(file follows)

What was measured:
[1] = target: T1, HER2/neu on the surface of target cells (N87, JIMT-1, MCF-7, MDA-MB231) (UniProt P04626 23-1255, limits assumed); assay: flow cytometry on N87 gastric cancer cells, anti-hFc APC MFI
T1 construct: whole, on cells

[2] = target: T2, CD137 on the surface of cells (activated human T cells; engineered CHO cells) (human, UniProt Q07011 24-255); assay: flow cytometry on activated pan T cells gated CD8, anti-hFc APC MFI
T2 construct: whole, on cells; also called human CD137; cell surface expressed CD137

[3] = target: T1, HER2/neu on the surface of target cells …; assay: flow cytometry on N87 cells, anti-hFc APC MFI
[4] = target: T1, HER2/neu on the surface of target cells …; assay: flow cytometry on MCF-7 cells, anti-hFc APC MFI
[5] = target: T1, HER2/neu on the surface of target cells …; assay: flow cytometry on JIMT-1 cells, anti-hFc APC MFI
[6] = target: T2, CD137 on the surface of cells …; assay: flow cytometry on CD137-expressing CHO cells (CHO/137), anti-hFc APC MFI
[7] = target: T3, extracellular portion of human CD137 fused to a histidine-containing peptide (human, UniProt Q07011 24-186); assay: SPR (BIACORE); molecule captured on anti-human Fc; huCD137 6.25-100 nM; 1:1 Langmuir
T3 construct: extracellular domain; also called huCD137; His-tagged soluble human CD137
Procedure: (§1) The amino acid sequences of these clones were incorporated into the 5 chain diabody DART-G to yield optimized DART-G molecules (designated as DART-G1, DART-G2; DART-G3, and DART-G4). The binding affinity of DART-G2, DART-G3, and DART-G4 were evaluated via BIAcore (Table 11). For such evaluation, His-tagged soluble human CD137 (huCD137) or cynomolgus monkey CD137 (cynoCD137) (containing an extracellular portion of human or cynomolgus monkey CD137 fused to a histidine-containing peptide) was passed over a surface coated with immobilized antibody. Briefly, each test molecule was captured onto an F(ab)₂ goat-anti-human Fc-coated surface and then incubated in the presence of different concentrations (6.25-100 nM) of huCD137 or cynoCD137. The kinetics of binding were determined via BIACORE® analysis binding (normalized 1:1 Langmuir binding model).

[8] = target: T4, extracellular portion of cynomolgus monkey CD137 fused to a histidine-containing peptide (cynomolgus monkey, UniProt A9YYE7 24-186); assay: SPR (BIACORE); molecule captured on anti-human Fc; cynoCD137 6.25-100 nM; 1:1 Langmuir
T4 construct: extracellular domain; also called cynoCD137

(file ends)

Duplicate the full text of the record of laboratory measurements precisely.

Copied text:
What was measured:
[1] = target: T1, HER2/neu on the surface of target cells (N87, JIMT-1, MCF-7, MDA-MB231) (UniProt P04626 23-1255, limits assumed); assay: flow cytometry on N87 gastric cancer cells, anti-hFc APC MFI
T1 construct: whole, on cells

[2] = target: T2, CD137 on the surface of cells (activated human T cells; engineered CHO cells) (human, UniProt Q07011 24-255); assay: flow cytometry on activated pan T cells gated CD8, anti-hFc APC MFI
T2 construct: whole, on cells; also called human CD137; cell surface expressed CD137

[3] = target: T1, HER2/neu on the surface of target cells …; assay: flow cytometry on N87 cells, anti-hFc APC MFI
[4] = target: T1, HER2/neu on the surface of target cells …; assay: flow cytometry on MCF-7 cells, anti-hFc APC MFI
[5] = target: T1, HER2/neu on the surface of target cells …; assay: flow cytometry on JIMT-1 cells, anti-hFc APC MFI
[6] = target: T2, CD137 on the surface of cells …; assay: flow cytometry on CD137-expressing CHO cells (CHO/137), anti-hFc APC MFI
[7] = target: T3, extracellular portion of human CD137 fused to a histidine-containing peptide (human, UniProt Q07011 24-186); assay: SPR (BIACORE); molecule captured on anti-human Fc; huCD137 6.25-100 nM; 1:1 Langmuir
T3 construct: extracellular domain; also called huCD137; His-tagged soluble human CD137
Procedure: (§1) The amino acid sequences of these clones were incorporated into the 5 chain diabody DART-G to yield optimized DART-G molecules (designated as DART-G1, DART-G2; DART-G3, and DART-G4). The binding affinity of DART-G2, DART-G3, and DART-G4 were evaluated via BIAcore (Table 11). For such evaluation, His-tagged soluble human CD137 (huCD137) or cynomolgus monkey CD137 (cynoCD137) (containing an extracellular portion of human or cynomolgus monkey CD137 fused to a histidine-containing peptide) was passed over a surface coated with immobilized antibody. Briefly, each test molecule was captured onto an F(ab)₂ goat-anti-human Fc-coated surface and then incubated in the presence of different concentrations (6.25-100 nM) of huCD137 or cynoCD137. The kinetics of binding were determined via BIACORE® analysis binding (normalized 1:1 Langmuir binding model).

[8] = target: T4, extracellular portion of cynomolgus monkey CD137 fused to a histidine-containing peptide (cynomolgus monkey, UniProt A9YYE7 24-186); assay: SPR (BIACORE); molecule captured on anti-human Fc; cynoCD137 6.25-100 nM; 1:1 Langmuir
T4 construct: extracellular domain; also called cynoCD137